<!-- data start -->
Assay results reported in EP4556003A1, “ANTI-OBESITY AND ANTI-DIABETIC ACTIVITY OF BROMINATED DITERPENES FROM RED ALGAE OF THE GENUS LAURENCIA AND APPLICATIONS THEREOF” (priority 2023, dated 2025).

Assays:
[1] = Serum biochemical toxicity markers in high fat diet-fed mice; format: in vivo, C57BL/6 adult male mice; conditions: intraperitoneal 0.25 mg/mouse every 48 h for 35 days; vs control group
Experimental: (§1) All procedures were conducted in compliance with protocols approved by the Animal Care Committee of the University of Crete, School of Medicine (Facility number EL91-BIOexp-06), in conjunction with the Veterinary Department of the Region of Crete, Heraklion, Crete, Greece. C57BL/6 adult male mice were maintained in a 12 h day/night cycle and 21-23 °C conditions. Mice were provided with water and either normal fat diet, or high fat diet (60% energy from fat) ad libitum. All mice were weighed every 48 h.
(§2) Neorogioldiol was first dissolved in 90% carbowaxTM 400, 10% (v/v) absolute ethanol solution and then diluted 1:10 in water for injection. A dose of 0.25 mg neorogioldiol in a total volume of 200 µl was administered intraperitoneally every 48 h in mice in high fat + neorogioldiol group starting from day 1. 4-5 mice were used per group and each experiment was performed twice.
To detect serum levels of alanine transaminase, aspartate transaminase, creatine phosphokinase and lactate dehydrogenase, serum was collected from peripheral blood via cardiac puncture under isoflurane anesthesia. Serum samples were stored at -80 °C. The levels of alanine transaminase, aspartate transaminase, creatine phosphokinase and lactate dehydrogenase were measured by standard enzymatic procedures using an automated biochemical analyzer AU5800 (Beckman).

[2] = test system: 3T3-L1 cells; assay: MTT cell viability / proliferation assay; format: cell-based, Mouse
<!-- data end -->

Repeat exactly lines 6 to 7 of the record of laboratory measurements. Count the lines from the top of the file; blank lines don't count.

To detect serum levels of alanine transaminase, aspartate transaminase, creatine phosphokinase and lactate dehydrogenase, serum was collected from peripheral blood via cardiac puncture under isoflurane anesthesia. Serum samples were stored at -80 °C. The levels of alanine transaminase, aspartate transaminase, creatine phosphokinase and lactate dehydrogenase were measured by standard enzymatic procedures using an automated biochemical analyzer AU5800 (Beckman).

[2] = test system: 3T3-L1 cells; assay: MTT cell viability / proliferation assay; format: cell-based, Mouse